Friday, March 22, 2013

The Terminal Illness and Death of a Narcissistic Personality Disordered Mother



© by Gail Meyers
The death of a parent can be one of life's most traumatic events. It is a difficult time no matter what your age or your relationship with the dying parent. If the dying parent suffers from Narcissistic Personality Disorder you can find yourself in an even more overwhelming, confusing and painful situation. Whether you have been no contact or you interact with the narcissist parent on a daily basis, your emotions, friends, family and even your pastor may tell you to rush to the bedside of this parent.

That is a choice each of us must make on our own. These people may have good intentions, but the average person can not even begin to fathom the situation. It is common for those around the narcissistic personality disordered or malignant narcissist's scapegoat to give such advice, which is part of what kept me trapped in a cycle for so many years.


Before anything else, know that there is support out there. Even if you have felt alone and like no one understands, there are hundreds of people who have experienced a parent with narcissistic personality disorder. That validation alone can be healing.

There are many grief counselors and support groups, as well as DONM (daughter of narcissist mother) groups. Many of these groups are also online on social media sites, including Narcissistic Personality Disorder Mother Facebook Resource Page


There are open and closed groups. In an open group or on an open blog, everyone can see what you type. A closed group is generally for only those dealing with this particular issue and your comments will not go down your feed. So no one except the group members are generally able to see what you type.  However, social media is constantly changing, so be sure to check with your group administrator or with the social media site's help section.  There are a list of resources to get you started in the right margin of this site.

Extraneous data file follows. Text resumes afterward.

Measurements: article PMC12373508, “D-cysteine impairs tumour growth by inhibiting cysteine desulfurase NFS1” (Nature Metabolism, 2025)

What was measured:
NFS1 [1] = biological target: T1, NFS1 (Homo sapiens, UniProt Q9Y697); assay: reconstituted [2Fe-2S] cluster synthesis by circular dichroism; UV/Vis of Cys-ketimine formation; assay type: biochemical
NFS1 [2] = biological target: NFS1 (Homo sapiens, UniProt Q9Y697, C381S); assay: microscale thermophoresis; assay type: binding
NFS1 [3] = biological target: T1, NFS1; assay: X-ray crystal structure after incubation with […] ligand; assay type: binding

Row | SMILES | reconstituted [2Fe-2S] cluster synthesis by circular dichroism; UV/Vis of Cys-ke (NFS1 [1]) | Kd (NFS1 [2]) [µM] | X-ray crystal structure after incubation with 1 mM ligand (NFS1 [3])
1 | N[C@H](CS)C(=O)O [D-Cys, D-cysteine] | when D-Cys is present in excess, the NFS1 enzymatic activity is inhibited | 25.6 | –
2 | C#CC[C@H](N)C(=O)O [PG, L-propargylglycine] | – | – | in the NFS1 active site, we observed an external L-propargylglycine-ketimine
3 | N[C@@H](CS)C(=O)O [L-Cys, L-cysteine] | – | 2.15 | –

The Sacred Role of Mother

The sacred belief that the mother is nurturer, defender and greatest ally to her children is deeply ingrained in most of us. It is so contrary to nature and society for a mother to behave in any other way toward her offspring that many simply assume these qualities in a mother. Just as this idea has likely worked against you long and hard, it only escalates when a mother with narcissistic personality disorder becomes terminally ill.

The average person can not begin to grasp the idea that a mother is intentionally destroying her own child, especially if she masquerades as a "selfless saint." They have never witnessed just how fast the angel mask comes off or even dream of what is truly under the mask. A narcissist personality disordered mother uses this sacred belief of mother to her full advantage.

Narcissistic Mother's Flying Monkeys

The Flying Monkeys of a Terminally Ill Narcissist

Just like the wicked witch in the Wizard of Oz sent her flying monkeys after Dorothy, the narcissistic personality disordered mother will send her flying monkeys after you.  Expect nothing less during a terminal illness of a narcissistic mother than for her to continue to use them to manipulate and punish. If anything, and as pathetic as it may sound, my mother used the highly charged emotions of the dying process in several ways.

Highly emotionally charged people are much more easily manipulated, so look the flying monkeys may be in rare form. If anything, the manipulation with guilt and pity greatly increase during the stress of terminal illness and death. Narcissists are extremely jealous people, but they believe others are jealous of them. The jealousy can also increase during this time because now in addition to whatever else they were jealous about, they are now jealous of others being healthy.

Whatever trauma, suffering or pain they have caused you or anyone else for decades is irrelevant. The whole world now needs to stop, take note and offer admiration, time, money, etc., for the narcissist who is now suffering.

Keep in mind that to the narcissist, this is their final grand performance. She became more brazen and more abusive when terminally ill. That is counter-intuitive to what normal, healthy human beings would do or contemplate another human being doing during this time. However, I literally saw her instantaneously change characters several times depending on who just walked in or out of the room. So be warned if you are the scapegoat.

Narcissistic Personality Disorder Mother Hallmarks:  No Remorse, No Empathy, No Regrets

It is my opinion my narcissist mother was a dangerous person. That is true even with her facade of the "sweet little old lady down the street." In my experience a narcissistic personality disordered person is only bound by what they believe they can get away with, so terminal illness may actually bring out more aggression.

A narcissistic personality disordered parent lacks empathy. So while you as the grown child may be filled with empathy for this dying parent, realize that human qualities such as empathy, compassion and remorse do not suddenly materialize during the malignant narcissist's dying process. If this changed at all on the deathbed, she only became more dangerous. So do not expect any genuine remorse, empathy or compassion to suddenly materialize.

Narcissistic Parent:  Collateral Damage Video


The Entitlement of a Narcissistic Personality Disordered Mother Knows No Bounds